GM to unveil details of Valukas recall probe – USA TODAY
General Motors plans to make public Thursday morning details of an internal probe by outside lawyer Anton Valukas, hired by GM to find the failings within the automaker that delayed for more than a decade a recall of deadly ignition switches linked to 13 deaths.
Consensus expectations are that the report by Valukas, a former U.S. Attorney, will exonerate GM CEO Mary Barra, who took the post Jan. 15. She has said repeatedly she knew nothing about the faulty switches until just before the February recall.
But the company itself — at least before it went through a government-scripted bankruptcy reorganization in 2009 — is expected to be damned by Valukas’ close look at its bureaucracy. Safety issues weren’t given priority, and the financial condition of the company in the period was, in Barra’s term, “poor,” putting emphasis on cutting costs and surviving.
GM is billing the session as an “ignition switch recall update” by Barra to GM employees worldwide, followed by conferences with investment analysts and the media.
During tough questioning, Barra told a U.S. House subcommittee on April 1 that she had hired Valukas “to conduct a thorough and unimpeded investigation of the actions of General Motors. He has free rein to go where the facts take him, regardless of the outcome.
“The facts will be the facts. Once they are in, my management team and I will use his findings to help assure this does not happen again. We will hold ourselves fully accountable.”
Former GM CEO Dan Akerson has said he, too, was in the dark about the potentially deadly switches.
GM documents show a reference to a problem with the switch in 2001, when an engineer developing the 2003 Saturn Ion noted that the switch could unexpectedly move out of the “run” position.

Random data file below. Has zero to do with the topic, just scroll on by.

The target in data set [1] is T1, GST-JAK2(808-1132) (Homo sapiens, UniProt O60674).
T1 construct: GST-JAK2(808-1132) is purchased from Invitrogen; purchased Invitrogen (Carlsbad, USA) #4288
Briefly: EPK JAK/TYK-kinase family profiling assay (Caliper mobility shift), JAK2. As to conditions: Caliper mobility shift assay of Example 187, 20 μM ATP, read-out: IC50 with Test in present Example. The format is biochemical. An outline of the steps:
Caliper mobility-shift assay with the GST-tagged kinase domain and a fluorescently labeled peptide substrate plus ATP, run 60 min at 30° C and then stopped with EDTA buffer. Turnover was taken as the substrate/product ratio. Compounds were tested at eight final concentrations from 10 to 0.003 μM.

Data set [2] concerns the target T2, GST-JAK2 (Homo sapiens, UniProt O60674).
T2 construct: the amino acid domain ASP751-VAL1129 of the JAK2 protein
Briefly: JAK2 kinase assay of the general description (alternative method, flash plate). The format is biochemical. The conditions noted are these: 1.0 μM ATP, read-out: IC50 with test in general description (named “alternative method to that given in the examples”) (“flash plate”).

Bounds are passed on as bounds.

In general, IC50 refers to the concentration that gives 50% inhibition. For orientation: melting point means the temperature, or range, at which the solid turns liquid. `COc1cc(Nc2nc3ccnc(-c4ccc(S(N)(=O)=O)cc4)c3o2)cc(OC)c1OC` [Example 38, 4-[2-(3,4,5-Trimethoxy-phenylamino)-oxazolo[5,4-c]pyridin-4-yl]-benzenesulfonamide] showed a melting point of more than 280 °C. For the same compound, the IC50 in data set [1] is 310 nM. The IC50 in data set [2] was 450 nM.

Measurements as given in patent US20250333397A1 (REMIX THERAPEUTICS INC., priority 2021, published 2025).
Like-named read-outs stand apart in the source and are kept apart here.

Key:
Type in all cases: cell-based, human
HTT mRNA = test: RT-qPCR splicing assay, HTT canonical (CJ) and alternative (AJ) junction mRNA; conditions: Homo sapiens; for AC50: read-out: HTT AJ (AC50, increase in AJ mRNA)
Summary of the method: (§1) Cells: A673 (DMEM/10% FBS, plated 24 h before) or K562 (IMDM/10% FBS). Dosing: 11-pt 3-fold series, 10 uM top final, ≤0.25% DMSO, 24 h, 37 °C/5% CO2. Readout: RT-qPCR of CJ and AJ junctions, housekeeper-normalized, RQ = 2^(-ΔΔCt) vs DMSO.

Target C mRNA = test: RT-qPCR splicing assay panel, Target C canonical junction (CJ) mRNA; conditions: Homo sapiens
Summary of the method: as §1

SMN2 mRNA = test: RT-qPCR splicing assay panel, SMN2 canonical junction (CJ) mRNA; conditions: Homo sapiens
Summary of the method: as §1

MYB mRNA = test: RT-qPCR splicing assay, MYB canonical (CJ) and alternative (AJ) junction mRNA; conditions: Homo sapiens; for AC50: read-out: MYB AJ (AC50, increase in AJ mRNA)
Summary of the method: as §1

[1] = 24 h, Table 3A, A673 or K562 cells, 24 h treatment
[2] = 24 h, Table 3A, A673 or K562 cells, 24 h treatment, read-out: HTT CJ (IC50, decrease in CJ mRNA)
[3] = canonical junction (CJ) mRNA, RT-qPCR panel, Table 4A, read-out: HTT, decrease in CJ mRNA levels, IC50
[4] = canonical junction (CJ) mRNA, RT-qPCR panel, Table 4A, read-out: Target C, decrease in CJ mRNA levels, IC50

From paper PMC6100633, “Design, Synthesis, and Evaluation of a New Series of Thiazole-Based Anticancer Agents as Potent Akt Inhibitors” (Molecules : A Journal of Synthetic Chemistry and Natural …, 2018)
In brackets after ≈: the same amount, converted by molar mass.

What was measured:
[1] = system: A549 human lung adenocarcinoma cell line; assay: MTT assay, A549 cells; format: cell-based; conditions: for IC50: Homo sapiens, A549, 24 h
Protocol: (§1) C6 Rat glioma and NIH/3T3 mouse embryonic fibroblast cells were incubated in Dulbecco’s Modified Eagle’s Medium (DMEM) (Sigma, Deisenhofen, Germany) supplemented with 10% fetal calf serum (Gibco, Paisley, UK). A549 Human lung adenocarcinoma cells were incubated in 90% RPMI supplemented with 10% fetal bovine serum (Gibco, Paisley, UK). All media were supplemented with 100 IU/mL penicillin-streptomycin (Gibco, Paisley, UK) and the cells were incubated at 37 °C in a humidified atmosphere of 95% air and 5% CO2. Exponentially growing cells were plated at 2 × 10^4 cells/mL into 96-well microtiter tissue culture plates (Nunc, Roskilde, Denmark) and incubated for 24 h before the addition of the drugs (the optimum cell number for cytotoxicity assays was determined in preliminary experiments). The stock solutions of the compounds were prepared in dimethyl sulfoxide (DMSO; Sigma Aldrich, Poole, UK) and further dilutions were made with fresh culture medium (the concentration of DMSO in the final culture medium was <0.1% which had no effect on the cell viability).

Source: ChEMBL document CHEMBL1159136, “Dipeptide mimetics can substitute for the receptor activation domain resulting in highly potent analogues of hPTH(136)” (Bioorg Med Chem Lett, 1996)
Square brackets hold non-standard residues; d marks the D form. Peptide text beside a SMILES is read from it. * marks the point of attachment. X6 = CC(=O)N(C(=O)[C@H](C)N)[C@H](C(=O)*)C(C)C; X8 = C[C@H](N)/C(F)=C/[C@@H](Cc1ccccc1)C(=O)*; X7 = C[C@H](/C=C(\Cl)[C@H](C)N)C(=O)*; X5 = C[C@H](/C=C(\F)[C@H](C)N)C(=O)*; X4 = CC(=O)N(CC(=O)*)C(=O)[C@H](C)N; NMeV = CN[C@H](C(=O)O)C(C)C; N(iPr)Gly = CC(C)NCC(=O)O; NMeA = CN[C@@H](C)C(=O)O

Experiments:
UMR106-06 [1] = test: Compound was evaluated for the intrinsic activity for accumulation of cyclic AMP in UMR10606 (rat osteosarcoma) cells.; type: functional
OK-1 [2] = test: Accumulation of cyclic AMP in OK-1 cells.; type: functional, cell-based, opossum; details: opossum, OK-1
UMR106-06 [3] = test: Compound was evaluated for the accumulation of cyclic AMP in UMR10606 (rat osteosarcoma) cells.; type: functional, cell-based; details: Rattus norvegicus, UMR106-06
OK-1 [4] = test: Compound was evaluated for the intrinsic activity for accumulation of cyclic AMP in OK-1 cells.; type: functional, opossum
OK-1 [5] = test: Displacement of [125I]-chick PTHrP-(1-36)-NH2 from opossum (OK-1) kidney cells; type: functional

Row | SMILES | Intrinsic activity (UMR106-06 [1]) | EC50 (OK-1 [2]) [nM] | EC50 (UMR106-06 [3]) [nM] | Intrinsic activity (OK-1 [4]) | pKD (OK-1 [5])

That kills the engine, cuts power assist to steering and brakes, and usually disables air bags.
The switch problem was noted again in 2003 by a technician at a dealership, who replaced the ignition switch.
And it was highlighted again in 2004 as engineer Gary Altman finalized development of the 2005 Chevrolet Cobalt, similar to the Saturn Ion. Altman, in a deposition last summer that was part of a civil lawsuit against GM, recounted the switch moving out of the “run” position. He said that “could be dangerous in certain situations.”
He said that GM made a business decision not to spend on a revised switch to cure the problem.
GM switch engineer Ray DeGiorgio said in a deposition in the same lawsuit that he did not approve a change in the switch design. But documents that surfaced later show him signing off on a change and — contrary to GM policy, Barra says — didn’t assign a new part number to the new switch.
Altman and DeGiorgio are on paid leave at GM.
The lawsuit involving their depositions was settled last fall with an unspecified settlement to the parents of Brooke Melton, killed in a 2010 crash of her 2005 Chevrolet Cobalt. The Meltons have asked a court to tell GM to reconsider the settlement in light of its information that the switch was faulty.